Global warming emissions in the United States increased by 6.2 percent last year

Over the past year, greenhouse gas emissions in the United States increased 6.2% compared to 2020 levels, according to a new report from the US Department of Agriculture. The jump puts the country further behind in achieving its reduction targets. Under the agreement, the US pledged to cut its greenhouse emissions between 50 percent and 52 percent below 2005 levels by 2030. As of last year, they were 17.4 percent below that benchmark. This is a step back from the 22.2 percent reduction the country achieved in the previous year.

The overall increase in emissions was caused by corresponding jumps in pollution from the country’s transportation and energy sectors. Compared to 2021, these sectors produced an additional 10 percent and 6.6 percent of greenhouse emissions. The increases were driven by a 17 percent increase in reliance on coal-generated power and an increase in the number of people driving after the pandemic-related downturn.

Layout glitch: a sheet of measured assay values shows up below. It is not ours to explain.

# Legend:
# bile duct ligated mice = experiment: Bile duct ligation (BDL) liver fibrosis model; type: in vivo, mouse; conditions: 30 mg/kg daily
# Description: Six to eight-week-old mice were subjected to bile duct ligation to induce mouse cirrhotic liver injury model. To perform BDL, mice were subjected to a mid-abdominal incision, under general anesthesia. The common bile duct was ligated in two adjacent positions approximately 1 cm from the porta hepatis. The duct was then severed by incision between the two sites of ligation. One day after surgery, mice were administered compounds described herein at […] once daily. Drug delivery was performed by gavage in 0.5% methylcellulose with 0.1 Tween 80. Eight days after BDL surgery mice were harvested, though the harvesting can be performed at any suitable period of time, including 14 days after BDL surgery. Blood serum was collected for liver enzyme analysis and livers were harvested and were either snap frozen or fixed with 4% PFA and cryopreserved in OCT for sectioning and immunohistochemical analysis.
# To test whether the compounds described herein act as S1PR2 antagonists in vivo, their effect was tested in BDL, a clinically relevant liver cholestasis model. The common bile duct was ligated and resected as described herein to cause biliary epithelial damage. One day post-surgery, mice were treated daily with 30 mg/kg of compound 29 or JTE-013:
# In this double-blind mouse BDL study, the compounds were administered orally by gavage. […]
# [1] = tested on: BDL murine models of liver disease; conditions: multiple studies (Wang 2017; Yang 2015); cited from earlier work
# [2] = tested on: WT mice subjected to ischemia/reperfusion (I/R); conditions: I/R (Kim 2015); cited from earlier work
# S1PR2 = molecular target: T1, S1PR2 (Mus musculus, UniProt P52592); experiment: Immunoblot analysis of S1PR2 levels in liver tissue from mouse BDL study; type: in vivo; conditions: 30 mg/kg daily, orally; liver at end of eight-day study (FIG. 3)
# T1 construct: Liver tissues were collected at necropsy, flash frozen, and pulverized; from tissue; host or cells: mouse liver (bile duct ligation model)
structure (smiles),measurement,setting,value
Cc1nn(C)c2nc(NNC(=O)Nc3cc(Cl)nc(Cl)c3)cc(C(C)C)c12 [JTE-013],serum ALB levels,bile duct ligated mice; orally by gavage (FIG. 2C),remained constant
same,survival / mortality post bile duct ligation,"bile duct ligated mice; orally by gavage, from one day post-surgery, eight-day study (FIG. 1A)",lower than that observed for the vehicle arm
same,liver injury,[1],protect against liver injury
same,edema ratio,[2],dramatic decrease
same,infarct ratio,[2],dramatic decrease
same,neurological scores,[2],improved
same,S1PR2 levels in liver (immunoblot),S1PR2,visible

The report underscores how important it is for the United States to clean up the power grid and transportation sector. Another recent study found that wind and solar energy can meet the country’s current electricity needs. Much of whether the United States will live up to its commitments under the Paris Agreement depends on whether the country can mobilize investment as part of policies such as those of President Biden. The bill’s fate is, but what is clear is that the technology is there to enable a clean transition. The price of natural gas was not affordable before, yet it was still more expensive than it.

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